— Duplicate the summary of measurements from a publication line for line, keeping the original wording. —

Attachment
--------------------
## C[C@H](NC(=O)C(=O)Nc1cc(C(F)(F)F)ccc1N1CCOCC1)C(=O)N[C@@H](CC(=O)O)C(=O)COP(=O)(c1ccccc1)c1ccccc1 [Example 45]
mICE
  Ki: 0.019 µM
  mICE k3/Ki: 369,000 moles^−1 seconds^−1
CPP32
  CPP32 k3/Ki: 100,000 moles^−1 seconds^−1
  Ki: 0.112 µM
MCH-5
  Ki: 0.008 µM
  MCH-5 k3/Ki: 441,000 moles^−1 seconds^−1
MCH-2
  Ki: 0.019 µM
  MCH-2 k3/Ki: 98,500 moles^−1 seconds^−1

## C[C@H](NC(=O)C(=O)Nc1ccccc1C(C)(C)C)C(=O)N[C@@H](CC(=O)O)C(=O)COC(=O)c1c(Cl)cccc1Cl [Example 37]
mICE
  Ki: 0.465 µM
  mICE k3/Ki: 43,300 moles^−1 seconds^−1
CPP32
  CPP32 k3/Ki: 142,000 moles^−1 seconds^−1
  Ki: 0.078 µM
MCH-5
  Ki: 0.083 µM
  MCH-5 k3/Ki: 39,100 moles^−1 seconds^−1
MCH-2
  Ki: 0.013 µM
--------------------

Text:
## C[C@H](NC(=O)C(=O)Nc1cc(C(F)(F)F)ccc1N1CCOCC1)C(=O)N[C@@H](CC(=O)O)C(=O)COP(=O)(c1ccccc1)c1ccccc1 [Example 45]
mICE
  Ki: 0.019 µM
  mICE k3/Ki: 369,000 moles^−1 seconds^−1
CPP32
  CPP32 k3/Ki: 100,000 moles^−1 seconds^−1
  Ki: 0.112 µM
MCH-5
  Ki: 0.008 µM
  MCH-5 k3/Ki: 441,000 moles^−1 seconds^−1
MCH-2
  Ki: 0.019 µM
  MCH-2 k3/Ki: 98,500 moles^−1 seconds^−1

## C[C@H](NC(=O)C(=O)Nc1ccccc1C(C)(C)C)C(=O)N[C@@H](CC(=O)O)C(=O)COC(=O)c1c(Cl)cccc1Cl [Example 37]
mICE
  Ki: 0.465 µM
  mICE k3/Ki: 43,300 moles^−1 seconds^−1
CPP32
  CPP32 k3/Ki: 142,000 moles^−1 seconds^−1
  Ki: 0.078 µM
MCH-5
  Ki: 0.083 µM
  MCH-5 k3/Ki: 39,100 moles^−1 seconds^−1
MCH-2
  Ki: 0.013 µM